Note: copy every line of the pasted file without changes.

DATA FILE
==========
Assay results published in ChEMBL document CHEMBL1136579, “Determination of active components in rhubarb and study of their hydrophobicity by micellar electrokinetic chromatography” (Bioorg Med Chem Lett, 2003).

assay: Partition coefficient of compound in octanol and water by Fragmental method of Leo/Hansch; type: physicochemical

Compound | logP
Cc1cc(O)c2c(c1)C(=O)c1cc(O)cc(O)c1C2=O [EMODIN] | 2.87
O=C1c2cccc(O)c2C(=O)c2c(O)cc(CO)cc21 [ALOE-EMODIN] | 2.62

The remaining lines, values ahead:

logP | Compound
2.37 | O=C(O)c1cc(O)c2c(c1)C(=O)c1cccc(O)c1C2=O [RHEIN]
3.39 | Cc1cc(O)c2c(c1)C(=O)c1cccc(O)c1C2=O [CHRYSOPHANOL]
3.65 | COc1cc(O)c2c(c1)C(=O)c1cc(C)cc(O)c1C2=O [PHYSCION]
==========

Assay results published in ChEMBL document CHEMBL1136579, “Determination of active components in rhubarb and study of their hydrophobicity by micellar electrokinetic chromatography” (Bioorg Med Chem Lett, 2003).

assay: Partition coefficient of compound in octanol and water by Fragmental method of Leo/Hansch; type: physicochemical

Compound | logP
Cc1cc(O)c2c(c1)C(=O)c1cc(O)cc(O)c1C2=O [EMODIN] | 2.87
O=C1c2cccc(O)c2C(=O)c2c(O)cc(CO)cc21 [ALOE-EMODIN] | 2.62

The remaining lines, values ahead:

logP | Compound
2.37 | O=C(O)c1cc(O)c2c(c1)C(=O)c1cccc(O)c1C2=O [RHEIN]
3.39 | Cc1cc(O)c2c(c1)C(=O)c1cccc(O)c1C2=O [CHRYSOPHANOL]
3.65 | COc1cc(O)c2c(c1)C(=O)c1cc(C)cc(O)c1C2=O [PHYSCION]